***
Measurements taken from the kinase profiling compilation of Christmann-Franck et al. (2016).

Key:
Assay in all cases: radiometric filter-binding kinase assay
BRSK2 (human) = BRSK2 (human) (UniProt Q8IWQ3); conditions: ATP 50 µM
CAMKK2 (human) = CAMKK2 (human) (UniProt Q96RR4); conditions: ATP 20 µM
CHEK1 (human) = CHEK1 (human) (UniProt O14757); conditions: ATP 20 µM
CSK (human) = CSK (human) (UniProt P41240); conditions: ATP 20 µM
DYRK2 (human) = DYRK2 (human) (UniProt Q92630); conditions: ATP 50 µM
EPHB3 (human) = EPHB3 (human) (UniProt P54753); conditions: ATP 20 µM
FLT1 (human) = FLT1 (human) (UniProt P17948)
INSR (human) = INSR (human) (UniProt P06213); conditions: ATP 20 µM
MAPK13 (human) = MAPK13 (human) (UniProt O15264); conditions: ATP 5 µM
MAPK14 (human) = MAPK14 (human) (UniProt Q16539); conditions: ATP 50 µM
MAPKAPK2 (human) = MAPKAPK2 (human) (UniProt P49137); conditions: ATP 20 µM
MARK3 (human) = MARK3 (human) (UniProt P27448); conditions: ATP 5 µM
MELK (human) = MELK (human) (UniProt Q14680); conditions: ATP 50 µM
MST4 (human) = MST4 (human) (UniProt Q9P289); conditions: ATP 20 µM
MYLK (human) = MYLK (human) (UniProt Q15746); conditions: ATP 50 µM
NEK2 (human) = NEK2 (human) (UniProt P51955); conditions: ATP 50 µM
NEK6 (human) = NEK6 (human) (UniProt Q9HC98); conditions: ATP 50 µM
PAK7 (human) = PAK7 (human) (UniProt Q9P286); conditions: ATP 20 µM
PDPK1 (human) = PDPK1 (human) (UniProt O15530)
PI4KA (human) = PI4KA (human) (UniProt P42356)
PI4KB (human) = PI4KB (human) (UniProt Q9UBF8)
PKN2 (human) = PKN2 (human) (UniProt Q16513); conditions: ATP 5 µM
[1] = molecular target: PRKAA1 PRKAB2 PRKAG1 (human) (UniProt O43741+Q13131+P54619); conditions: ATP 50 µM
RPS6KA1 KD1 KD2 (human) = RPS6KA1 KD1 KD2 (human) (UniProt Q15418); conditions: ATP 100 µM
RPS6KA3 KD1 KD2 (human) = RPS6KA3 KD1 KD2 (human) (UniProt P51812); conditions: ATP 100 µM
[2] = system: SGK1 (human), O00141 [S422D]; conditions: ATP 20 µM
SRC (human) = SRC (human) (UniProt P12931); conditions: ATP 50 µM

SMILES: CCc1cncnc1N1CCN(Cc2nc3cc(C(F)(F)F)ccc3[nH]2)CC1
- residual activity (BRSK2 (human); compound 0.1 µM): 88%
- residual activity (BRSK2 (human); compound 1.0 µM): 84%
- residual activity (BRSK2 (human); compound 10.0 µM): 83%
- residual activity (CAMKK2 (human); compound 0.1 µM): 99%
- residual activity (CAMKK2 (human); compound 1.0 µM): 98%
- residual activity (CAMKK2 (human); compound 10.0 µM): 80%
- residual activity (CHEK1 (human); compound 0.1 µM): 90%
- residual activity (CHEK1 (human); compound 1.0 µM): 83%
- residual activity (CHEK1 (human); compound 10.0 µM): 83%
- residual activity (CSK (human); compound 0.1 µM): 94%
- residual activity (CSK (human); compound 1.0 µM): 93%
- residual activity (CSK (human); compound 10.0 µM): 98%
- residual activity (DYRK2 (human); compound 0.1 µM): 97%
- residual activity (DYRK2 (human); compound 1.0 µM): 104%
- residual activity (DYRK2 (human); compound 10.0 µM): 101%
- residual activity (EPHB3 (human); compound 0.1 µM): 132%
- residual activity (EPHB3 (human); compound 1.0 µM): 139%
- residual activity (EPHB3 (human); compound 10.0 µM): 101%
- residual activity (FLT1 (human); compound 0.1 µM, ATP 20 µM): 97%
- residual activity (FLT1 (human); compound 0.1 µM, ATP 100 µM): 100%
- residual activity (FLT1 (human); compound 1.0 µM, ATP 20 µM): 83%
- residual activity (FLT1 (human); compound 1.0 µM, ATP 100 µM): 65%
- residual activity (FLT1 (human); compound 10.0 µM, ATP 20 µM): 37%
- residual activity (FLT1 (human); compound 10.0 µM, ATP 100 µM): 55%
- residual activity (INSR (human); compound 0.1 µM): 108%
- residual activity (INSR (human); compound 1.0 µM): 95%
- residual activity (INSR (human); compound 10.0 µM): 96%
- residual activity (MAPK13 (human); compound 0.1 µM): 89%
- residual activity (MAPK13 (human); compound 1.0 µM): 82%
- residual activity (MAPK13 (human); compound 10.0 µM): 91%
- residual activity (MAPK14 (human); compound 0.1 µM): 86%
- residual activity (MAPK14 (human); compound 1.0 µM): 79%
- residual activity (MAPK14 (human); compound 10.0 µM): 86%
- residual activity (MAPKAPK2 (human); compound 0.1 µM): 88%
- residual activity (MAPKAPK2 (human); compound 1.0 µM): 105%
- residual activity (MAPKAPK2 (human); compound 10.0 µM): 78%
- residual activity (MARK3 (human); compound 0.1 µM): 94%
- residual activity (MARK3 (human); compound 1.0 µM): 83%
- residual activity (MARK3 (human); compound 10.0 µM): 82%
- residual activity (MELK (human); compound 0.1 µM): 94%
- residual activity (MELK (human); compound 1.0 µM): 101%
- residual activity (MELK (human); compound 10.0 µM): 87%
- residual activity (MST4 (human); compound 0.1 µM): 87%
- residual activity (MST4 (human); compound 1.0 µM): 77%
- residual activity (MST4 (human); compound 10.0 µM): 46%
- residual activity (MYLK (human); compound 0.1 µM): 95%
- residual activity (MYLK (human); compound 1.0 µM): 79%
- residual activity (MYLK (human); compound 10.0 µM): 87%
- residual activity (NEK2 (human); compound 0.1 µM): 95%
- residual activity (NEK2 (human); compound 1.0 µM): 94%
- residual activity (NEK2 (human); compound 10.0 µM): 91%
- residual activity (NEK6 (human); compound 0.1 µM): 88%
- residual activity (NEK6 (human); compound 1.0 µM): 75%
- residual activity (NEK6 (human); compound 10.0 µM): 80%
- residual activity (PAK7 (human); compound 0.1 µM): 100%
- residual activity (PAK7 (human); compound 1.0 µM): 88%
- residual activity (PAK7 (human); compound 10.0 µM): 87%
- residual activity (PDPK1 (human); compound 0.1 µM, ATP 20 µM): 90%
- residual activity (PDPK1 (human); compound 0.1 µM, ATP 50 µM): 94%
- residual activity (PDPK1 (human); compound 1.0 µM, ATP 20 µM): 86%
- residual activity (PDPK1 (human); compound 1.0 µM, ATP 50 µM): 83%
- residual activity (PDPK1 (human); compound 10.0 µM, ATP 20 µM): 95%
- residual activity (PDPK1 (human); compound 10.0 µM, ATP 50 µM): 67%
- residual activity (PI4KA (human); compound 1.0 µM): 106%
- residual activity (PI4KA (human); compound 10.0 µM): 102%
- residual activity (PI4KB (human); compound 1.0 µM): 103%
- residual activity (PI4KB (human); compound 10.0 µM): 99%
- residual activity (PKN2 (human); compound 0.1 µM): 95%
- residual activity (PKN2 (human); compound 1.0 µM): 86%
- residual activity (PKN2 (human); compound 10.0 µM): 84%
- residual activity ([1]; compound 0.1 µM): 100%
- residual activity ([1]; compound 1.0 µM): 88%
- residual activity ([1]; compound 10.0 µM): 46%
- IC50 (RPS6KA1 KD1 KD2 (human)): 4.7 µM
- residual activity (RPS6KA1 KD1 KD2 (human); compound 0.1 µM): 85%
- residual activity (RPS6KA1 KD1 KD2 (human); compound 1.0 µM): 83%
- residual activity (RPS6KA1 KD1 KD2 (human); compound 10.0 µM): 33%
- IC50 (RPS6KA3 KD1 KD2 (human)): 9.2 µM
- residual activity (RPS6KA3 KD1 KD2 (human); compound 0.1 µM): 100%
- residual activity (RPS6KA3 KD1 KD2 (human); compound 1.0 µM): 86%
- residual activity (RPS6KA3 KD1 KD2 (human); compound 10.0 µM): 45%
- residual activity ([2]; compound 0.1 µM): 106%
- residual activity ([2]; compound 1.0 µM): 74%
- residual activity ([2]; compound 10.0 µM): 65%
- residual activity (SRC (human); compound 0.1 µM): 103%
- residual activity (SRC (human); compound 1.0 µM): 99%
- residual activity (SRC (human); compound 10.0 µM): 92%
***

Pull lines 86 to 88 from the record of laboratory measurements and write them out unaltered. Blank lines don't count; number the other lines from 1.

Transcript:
- residual activity (PAK7 (human); compound 0.1 µM): 100%
- residual activity (PAK7 (human); compound 1.0 µM): 88%
- residual activity (PAK7 (human); compound 10.0 µM): 87%